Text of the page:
Gay Culture and Me


Earlier today, I was reading The Dish and Andrew Sullivan had this to say:

A confession. I have long had an aversion to gay-themed plays, TV shows, movies, etc. I wasn’t born with it. I learned it. I learned it through what can only be called a series of cringes. I cringed at Philadelphia‘s well-intentioned hagiography of the “AIDS victim”; I cringed through Tony Kushner’s view of the plague as a post-script to the heroism of American communists; I winced at the eunuch, the sassy girlfriend, and the witty queen in Will And Grace; I had to look away as Ellen initially over-played her hand (understandably and totally forgivably, but still …). The US version of Queer as Folk was something I could not get out of my recoiling head for weeks – and I barely got through fifteen minutes of it. And please don’t ask me about Jeffrey. Please.

He then goes on to talk about Looking, the new gay series from HBO.

I’m 100% with Sully in his views about gay-themed movies and TV shows. I’ve enjoyed a couple of them, but most of them I find to be boring, repulsive, dull, repetitive, or just plain bad. The vast majority don’t show people like me or anyone that I know. I don’t hang out with the circuit party crowd, the bears, the leather men, the drag queens or any of them. I’m just a normal guy who, in the immortal words of Jay, “loves the cock”. I define myself by many measures, but not my preferred body part.

And that’s where most of gay culture loses me. I’ve never been comfortable in a gay bar. I’ve attended exactly two gay pride parades, and found them kind of pointless. I’ve never felt the need to put on a dress, or chaps, or grow some extensive amount of facial hair, and I’ve certainly never felt the need to do any of those things while singing “I Will Survive” and drinking a mojito. I have no real connection to gay culture, and I’m completely fine that way. I don’t feel that I need that in my life.

I will concede that back in the day, when gays in this country were hounded by the law on a pretty much regular basis and heavily marginalized by society, having some sort of gay culture made perfect sense, if only on a survival level. But now…I don’t need it.

15 States (and One District), Down. One More on the Way. 34 States and 5 Territories to Go!


Blue kangs states are best!

Blue kangs states are best!

Since August, Minnesota, New Jersey and Illinois have legalized same-sex marriage. Hawaii is poised to be next. New Mexico will probably follow sometime in the next few months. At present, well over 100 million Americans (37% of the population), live in a state where same-sex marriage is legal. All of us live in a country where the federal government grants recognition to marriages legally performed in these states.

So this begs the question: when will the other 34 states and five territories get off their collective asses and legalize same-sex marriage?

The territories will likely be a mixed bunch. Guam has discussed the issue, but hasn’t moved on it. Peurto Rico is heavily Democratic, but also heavily Catholic. Pope Francis has told everyone to basically stop worrying about the gays, but it remains to see if that’s going to matter. The US Virgin Islands, American Samoa and CNMI all have their own issues as well.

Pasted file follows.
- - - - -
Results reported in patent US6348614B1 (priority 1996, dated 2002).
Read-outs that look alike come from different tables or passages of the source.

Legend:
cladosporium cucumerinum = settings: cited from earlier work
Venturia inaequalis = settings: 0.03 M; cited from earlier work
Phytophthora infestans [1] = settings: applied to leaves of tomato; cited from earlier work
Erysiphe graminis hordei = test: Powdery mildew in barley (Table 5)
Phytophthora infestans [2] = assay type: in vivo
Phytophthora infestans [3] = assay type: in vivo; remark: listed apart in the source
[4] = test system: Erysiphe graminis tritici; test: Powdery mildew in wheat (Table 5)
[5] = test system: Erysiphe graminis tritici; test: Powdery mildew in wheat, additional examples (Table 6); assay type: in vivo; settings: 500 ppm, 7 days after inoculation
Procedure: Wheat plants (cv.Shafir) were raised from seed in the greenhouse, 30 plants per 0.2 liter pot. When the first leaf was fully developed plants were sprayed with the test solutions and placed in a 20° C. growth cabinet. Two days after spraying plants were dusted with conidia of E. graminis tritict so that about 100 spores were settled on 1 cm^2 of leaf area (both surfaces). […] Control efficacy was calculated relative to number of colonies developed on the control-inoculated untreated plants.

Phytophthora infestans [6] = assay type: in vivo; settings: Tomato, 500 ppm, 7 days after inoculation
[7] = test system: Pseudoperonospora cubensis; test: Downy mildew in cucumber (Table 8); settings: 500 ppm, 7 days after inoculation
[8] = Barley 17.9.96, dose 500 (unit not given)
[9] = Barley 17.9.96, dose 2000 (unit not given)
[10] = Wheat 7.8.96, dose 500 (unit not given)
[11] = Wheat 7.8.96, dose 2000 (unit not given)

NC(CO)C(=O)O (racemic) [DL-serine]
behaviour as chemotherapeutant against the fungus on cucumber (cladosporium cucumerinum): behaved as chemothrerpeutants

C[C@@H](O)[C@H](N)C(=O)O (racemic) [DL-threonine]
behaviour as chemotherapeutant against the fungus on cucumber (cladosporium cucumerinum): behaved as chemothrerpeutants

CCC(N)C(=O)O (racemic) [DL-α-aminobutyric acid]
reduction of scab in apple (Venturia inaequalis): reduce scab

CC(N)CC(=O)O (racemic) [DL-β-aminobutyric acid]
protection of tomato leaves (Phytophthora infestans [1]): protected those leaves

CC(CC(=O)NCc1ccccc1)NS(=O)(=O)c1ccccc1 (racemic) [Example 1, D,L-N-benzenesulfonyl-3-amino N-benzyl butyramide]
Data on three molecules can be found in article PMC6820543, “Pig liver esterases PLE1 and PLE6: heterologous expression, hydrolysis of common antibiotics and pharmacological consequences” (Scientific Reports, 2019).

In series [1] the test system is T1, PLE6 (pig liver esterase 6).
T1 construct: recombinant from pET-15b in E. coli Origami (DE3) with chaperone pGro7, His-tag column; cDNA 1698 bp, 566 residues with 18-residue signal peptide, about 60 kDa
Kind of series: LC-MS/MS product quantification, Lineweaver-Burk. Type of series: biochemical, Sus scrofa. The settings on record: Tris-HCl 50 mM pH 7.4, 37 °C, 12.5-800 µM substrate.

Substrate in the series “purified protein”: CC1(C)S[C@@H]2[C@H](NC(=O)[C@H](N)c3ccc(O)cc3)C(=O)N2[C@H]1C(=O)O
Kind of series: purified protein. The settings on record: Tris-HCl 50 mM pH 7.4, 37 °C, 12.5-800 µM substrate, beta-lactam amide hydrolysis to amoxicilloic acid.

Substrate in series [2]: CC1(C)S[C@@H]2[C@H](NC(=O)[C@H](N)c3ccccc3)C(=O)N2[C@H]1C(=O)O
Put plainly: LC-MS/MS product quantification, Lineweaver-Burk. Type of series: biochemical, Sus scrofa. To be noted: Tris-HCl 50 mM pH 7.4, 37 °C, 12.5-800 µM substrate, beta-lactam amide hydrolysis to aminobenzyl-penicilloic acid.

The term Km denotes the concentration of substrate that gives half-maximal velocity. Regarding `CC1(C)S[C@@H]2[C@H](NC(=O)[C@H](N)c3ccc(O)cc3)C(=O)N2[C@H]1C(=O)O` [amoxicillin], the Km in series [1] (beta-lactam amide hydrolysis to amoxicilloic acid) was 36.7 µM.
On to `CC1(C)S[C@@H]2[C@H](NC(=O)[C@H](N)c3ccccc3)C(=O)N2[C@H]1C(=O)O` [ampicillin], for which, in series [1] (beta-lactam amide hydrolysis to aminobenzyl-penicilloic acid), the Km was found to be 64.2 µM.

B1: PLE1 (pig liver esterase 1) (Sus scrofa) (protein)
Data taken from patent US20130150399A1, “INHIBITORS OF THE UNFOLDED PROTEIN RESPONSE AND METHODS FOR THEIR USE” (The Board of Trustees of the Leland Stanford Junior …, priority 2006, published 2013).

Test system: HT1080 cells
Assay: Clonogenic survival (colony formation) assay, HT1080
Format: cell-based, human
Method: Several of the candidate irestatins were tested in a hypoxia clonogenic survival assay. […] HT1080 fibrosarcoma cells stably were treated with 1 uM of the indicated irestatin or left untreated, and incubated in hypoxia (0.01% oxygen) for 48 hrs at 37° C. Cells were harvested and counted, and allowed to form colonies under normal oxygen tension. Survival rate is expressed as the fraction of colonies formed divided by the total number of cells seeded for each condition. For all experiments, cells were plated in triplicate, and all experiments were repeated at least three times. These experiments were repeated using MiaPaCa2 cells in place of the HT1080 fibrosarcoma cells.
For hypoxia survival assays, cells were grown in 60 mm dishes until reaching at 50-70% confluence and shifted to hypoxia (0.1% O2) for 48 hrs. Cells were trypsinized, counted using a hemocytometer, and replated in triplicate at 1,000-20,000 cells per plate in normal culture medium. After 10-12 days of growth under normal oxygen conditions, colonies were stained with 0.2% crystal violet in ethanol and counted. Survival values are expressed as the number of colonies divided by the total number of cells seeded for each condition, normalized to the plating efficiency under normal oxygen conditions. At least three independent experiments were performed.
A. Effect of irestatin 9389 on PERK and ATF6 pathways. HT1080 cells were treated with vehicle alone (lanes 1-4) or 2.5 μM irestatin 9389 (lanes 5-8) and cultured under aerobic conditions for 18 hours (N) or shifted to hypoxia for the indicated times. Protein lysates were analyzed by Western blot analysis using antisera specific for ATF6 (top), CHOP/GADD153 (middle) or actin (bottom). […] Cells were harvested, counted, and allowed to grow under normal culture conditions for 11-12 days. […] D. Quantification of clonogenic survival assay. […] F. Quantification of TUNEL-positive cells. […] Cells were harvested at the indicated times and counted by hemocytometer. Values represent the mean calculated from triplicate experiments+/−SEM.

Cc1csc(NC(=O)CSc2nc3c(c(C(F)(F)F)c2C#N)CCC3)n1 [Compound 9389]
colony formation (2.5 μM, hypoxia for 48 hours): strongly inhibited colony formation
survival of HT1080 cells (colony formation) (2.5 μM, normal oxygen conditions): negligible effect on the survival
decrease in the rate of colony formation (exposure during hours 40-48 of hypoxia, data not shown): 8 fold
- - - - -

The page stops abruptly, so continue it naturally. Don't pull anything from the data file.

As for the various states, well…look at that map. The problems are basically where you’d expect them to be. Looking at another map may be informative.

US_miscegenation.svg

That’s what laws against mixed-race marriages were like back in the day. And by “back in the day” I mean up until the late 1960s. The Supreme Court case that struck those laws down, Loving v Virginia, was decided less than five years before I was born. We were only two years away from landing on the Moon, and yet it was still illegal for a white and black person to get married in vast parts of the country.

There are some significant overlaps in that map. The last states to have anti-miscegenation laws are also, with the exception of Delaware, all states that ban gay marriage to greater or lesser degrees. These holdout states had to be dragged, sometimes almost literally, kicking and screaming into the 20th century.

Sadly, I think that’s what it’s going to come down to again. Some currently “red on the first map” states will be pragmatic and pass gay marriage laws. I expect Michigan and Nevada to take this route, and both to do it for money. Others will gradually sober up and take their mouths off the Tea Party exhaust pipe and simply realize, with good ole fashioned Midwestern populism, that what two consenting adults do together is their own damn business. Montana, the Dakotas and possibly Kansas will go this route. Oklahoma may, especially as word gets out that some of the Indian tribes there will perform gay marriages.

But we know what the real holdouts will be; the deep south. The place where people sometimes still refer to “the war of northern aggression” and think that Richard Nixon was dangerously liberal. What they think about Lyndon B. Johnson doesn’t even bear repeating. Most people in the south aren’t racist, that’s sure. But I think we can assume that if there’s any place where one can be fairly openly racist, the deep south is that place.

Mind you, this is several decades after Loving, after Martin Luther King, Jr, after school integration and after the Civil Rights Act. So, no, I’m willing to bet that the deep southern states, except maybe Florida will keep gay marriage illegal up until the bitter end when the Supreme Court forces them to accept it.